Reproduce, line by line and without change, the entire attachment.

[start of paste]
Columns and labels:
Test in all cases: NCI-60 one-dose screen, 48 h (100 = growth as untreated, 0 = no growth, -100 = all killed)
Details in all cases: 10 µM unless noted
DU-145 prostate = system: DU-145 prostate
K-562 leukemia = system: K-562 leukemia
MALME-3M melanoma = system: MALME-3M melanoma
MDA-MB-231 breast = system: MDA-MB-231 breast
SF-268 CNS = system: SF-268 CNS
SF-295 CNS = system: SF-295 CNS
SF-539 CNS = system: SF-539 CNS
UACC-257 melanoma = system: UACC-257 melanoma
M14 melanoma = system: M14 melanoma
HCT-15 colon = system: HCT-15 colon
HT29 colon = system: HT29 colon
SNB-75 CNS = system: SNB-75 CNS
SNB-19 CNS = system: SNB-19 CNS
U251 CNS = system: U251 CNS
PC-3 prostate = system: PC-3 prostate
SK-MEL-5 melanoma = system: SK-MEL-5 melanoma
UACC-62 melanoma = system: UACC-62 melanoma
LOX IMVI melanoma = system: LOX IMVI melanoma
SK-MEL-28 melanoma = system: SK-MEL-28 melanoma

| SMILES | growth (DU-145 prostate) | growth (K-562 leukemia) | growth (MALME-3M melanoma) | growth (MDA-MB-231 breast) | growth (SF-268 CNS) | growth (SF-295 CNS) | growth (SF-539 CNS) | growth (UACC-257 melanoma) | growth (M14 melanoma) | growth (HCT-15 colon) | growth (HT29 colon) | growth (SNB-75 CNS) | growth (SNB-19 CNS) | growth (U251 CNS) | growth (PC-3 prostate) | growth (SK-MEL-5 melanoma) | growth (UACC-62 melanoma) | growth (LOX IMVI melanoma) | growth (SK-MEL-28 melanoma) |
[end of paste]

Columns and labels:
Test in all cases: NCI-60 one-dose screen, 48 h (100 = growth as untreated, 0 = no growth, -100 = all killed)
Details in all cases: 10 µM unless noted
DU-145 prostate = system: DU-145 prostate
K-562 leukemia = system: K-562 leukemia
MALME-3M melanoma = system: MALME-3M melanoma
MDA-MB-231 breast = system: MDA-MB-231 breast
SF-268 CNS = system: SF-268 CNS
SF-295 CNS = system: SF-295 CNS
SF-539 CNS = system: SF-539 CNS
UACC-257 melanoma = system: UACC-257 melanoma
M14 melanoma = system: M14 melanoma
HCT-15 colon = system: HCT-15 colon
HT29 colon = system: HT29 colon
SNB-75 CNS = system: SNB-75 CNS
SNB-19 CNS = system: SNB-19 CNS
U251 CNS = system: U251 CNS
PC-3 prostate = system: PC-3 prostate
SK-MEL-5 melanoma = system: SK-MEL-5 melanoma
UACC-62 melanoma = system: UACC-62 melanoma
LOX IMVI melanoma = system: LOX IMVI melanoma
SK-MEL-28 melanoma = system: SK-MEL-28 melanoma

| SMILES | growth (DU-145 prostate) | growth (K-562 leukemia) | growth (MALME-3M melanoma) | growth (MDA-MB-231 breast) | growth (SF-268 CNS) | growth (SF-295 CNS) | growth (SF-539 CNS) | growth (UACC-257 melanoma) | growth (M14 melanoma) | growth (HCT-15 colon) | growth (HT29 colon) | growth (SNB-75 CNS) | growth (SNB-19 CNS) | growth (U251 CNS) | growth (PC-3 prostate) | growth (SK-MEL-5 melanoma) | growth (UACC-62 melanoma) | growth (LOX IMVI melanoma) | growth (SK-MEL-28 melanoma) |